“We hope these tools offer more control over the time people spend on our platforms and also encourage conversations between parents and teenagers about the Internet habits that are right for them,” David Ginsberg, director of Research, explained in a post on Facebook.
Critical voices against social networks
The movement that warns of the dangers derived from the abuse of technology gains strength. In the United States, they have raised their voice from Apple shareholders to former employees of giants such as Google and Facebook. The so-called Center for Humanizing Technology, founded by former workers of some great American technology, launched in February a campaign to raise awareness among parents, educators and young people about the dangers of technology, especially social networks. One of its promoters is Tristan Harris, former employee of Google, where he worked until 2016 as an ethical designer. On their website, they warn of how these social networks struggle to catch our attention in order to sell advertising. “Obliged to outperform their competitors, they must use increasingly persuasive techniques to keep us stuck to our devices,” they denounce. Sean Parker, who was president on Facebook, is also very critical of the social network, which he accuses of creating addiction thanks to mechanisms, such as the ‘like’ that impel us to devote more and more time and attention to Facebook.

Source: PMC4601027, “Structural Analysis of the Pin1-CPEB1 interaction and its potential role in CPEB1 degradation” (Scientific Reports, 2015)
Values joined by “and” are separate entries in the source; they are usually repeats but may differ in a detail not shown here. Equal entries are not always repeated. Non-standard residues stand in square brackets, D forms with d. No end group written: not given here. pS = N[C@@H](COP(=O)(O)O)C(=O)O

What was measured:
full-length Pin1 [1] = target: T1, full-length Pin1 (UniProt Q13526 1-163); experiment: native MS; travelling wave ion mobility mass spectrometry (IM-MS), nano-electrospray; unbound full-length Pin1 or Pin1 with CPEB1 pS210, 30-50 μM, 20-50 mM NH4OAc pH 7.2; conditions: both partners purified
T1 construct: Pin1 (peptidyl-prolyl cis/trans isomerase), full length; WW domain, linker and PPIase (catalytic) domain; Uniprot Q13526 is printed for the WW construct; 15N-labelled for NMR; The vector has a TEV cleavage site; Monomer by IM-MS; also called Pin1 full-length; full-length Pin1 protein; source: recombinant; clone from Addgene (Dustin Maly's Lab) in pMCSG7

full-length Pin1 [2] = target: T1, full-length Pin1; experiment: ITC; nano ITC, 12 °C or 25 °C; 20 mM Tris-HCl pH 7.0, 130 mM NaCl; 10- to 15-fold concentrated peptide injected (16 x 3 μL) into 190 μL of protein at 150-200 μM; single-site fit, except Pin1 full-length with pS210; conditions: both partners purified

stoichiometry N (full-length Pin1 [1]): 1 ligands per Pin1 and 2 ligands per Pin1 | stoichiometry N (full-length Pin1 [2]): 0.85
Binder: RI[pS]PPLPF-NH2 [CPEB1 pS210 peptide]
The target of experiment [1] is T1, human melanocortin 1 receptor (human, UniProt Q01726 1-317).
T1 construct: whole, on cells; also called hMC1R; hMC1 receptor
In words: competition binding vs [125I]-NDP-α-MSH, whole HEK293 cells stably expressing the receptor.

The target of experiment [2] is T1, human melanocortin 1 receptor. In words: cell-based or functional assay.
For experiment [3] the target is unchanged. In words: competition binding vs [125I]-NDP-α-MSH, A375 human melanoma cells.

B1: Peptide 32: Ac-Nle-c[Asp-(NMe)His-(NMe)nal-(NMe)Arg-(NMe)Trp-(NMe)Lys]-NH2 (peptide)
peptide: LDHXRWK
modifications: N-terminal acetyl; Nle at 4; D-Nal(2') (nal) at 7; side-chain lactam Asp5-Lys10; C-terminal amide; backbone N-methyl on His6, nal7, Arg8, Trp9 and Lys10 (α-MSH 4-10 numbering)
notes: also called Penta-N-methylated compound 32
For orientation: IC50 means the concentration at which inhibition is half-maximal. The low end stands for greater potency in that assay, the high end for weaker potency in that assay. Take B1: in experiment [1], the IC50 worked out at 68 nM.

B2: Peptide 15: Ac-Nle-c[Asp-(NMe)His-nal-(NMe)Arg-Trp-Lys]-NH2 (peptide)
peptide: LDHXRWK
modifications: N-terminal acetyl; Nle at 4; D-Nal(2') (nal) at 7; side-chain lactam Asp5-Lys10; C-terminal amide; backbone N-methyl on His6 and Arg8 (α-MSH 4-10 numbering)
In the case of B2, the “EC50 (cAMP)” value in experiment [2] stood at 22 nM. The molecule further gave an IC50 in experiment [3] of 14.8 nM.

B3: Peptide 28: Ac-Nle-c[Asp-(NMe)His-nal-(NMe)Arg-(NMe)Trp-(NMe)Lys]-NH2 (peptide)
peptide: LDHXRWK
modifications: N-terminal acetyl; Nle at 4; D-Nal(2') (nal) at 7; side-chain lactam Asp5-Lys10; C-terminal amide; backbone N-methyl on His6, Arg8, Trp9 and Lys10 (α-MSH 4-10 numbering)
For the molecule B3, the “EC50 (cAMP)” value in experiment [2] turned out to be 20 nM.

How much do we use the iPhone?
Apple has given its first response to the social concern about the abuse of mobile phones. In the next iOS 12, the operating system of the company, there is a function that offers users information and tools to better control the time they spend using applications and websites. Reports of daily and weekly activities show the total time spent on applications, how many notifications have been received and how many times the iPhone or iPad has been taken. Parents can access this information from their children’s cell phone or tablet and establish limitations to, for example, prevent them from using it at bedtime.
Google in the face of digital well-being
Last May, Google announced at its developer conference its commitment to what they have dubbed digital well-being. Among the initiatives, new features are included in Android 9.0 Pie, which will arrive in the fall, with which users can, for example, control the time they spend in different applications, so that limits of use can be established in each of them. It will also be easy to establish a ‘do not disturb’ function to disable notifications and a relaxation mode that darkens the screen to indicate that it is time to stop using the phone.
Control time on Facebook and Instagram
Recently, Facebook and Instagram have announced tools for users to measure and control the time they spend on both social networks. In addition to an activity panel, it is now possible to set daily reminders on Facebook and Instagram that notify us when we reach the daily usage time limit we have decided to set for these two applications. In addition, a feature is provided to more easily silence the notifications that jump into the mobile of updates in our social networks when, for example, the user needs to concentrate on another activity and wants to avoid distractions with his mobile phone.